We broke new ground again when we introduced a single-lens reflex camera with a professional-quality autofocus function, making professional photography accessible to the masses in 1980.
When we launched the world’s first printer with polymerisation method toner, which had a significantly lower environmental impact than conventional pulverised toners we “did it again” – and that was in the early 2000s.
And in 2011, we developed the world’s first OLED lighting panels with one of the highest luminous efficiencies, paving the way for more efficient and sustainable lighting solutions. In the same year, we launched AeroDR, the world’s lightest cassette-type digital radiography system, which revolutionized the way doctors could diagnose and treat patients. This invention solved several problems associated with conventional DR, including its heavy weight and the necessity of power and data transmission cables. AeroDR reduced the weight to a minimum and made data transmission wireless, contributing to a broader use of DR around the world.
We are proud of our innovative spirit and are committed to continuing to push the boundaries of what’s possible in the imaging field.
a&s Adria: What do you consider to be the company’s greatest achievements?
Suhara: Apart from innovations in the camera business, we have revolutionized offices worldwide: One of our biggest achievements was the introduction of the U-Bix 480 in 1970, an electro-photographic copier that transformed the way people worked. So successful was the product that copiers became one of our core products from then on.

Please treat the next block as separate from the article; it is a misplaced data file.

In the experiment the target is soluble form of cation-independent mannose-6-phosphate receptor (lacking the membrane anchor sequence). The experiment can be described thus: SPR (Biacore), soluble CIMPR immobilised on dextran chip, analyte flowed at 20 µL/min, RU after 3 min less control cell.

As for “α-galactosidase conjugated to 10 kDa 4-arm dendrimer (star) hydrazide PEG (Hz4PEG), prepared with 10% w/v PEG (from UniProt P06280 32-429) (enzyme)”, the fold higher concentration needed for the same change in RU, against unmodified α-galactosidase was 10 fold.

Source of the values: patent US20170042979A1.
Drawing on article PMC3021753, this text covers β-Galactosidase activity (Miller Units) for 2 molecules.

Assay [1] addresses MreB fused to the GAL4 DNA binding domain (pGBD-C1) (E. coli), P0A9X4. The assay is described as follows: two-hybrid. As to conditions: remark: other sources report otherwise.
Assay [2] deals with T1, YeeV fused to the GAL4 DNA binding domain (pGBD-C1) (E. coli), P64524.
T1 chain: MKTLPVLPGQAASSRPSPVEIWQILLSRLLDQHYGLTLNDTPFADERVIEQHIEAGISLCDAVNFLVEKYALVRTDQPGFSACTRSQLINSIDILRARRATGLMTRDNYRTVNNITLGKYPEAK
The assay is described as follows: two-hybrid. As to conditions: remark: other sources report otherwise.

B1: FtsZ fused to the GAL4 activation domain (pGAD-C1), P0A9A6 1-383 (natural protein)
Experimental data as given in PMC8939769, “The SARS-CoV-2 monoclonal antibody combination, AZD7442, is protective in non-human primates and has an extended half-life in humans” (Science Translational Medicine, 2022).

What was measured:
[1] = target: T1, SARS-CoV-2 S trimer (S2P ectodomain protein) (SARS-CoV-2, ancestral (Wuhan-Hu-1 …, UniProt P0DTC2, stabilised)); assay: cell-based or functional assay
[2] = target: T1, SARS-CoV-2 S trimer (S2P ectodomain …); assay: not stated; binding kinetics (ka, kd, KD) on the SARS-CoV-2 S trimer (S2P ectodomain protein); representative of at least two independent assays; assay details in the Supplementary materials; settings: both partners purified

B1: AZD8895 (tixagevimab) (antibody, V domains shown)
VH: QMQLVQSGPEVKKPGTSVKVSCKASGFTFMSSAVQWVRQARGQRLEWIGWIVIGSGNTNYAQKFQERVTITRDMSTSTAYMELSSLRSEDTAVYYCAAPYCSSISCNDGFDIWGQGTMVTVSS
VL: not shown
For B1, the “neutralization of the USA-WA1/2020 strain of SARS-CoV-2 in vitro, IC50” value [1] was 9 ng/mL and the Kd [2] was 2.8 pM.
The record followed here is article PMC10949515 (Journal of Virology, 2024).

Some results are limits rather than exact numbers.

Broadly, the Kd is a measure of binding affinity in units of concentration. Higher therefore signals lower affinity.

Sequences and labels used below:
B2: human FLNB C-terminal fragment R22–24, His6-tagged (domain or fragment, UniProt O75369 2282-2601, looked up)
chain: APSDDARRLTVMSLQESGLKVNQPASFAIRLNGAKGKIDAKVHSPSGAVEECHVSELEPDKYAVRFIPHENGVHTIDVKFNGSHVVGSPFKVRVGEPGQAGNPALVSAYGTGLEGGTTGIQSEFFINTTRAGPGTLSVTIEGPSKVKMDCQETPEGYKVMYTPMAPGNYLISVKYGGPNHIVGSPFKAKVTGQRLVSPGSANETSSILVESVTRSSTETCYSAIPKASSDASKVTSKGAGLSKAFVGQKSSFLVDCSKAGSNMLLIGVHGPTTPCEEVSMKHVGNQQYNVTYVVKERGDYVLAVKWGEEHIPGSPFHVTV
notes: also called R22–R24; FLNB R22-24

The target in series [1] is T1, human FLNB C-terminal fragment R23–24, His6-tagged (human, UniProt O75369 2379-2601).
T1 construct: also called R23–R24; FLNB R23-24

A3 digital colour multifunctional printers (MFPs), the evolution of the earlier copiers, have been our recipe for success over the last 20 years, but they have been so much more: Alongside PCs, laptops and the internet, they have been crucial to the digital transformation of offices. In 2011, we decided to expand this business and started to enter the IT services market. Our vision was an intelligent connected workplace, where we connect people, spaces and devices.
In 2004, we entered the digital production print market, a bold move that was met with some scepticism from industry experts. But we knew we had the technology, the expertise, and the drive to succeed. And we did. Right from the start, we went all-in with our bizhub production print systems, offering our customers a new level of quality, productivity, and flexibility. We focused on the A3 cut-sheet market, knowing that it was the largest segment of the production print market, and we were determined to become a market leader. And that’s exactly what we did – and we’ve held the position of market leader in cut-sheet A3 production printing in Europe ever since. We didn’t achieve this success by luck or chance; we earned it through our dedication to innovation, quality, and customer service. We were relentless in our pursuit of excellence, always pushing the boundaries of what was possible. As we look to the future, we know that the digital production print market is constantly evolving, and we are ready to evolve with it. We will continue to invest in research and development, in order to offer our customers even more innovative solutions. And we will continue to put our customers at the heart of everything we do, because we know that it is their success that ultimately leads to our own.
A New Era
This new age for Konica Minolta has seen it lead the way in the digital print revolution (as of 2021 we are also leading the digital label press market with a 28% market share), pioneer new intelligent video technology by taking a majority share in MOBOTIX in 2016 and have since been very successful in expanding the Video Solution Services business in Europe, and break new ground in healthcare, in areas such as radiography and pioneering cancer research. However, whilst we can be proud of our long history of innovation, I believe that our greatest achievements are ahead of us, as we spearhead the creation of the intelligent connected workplace.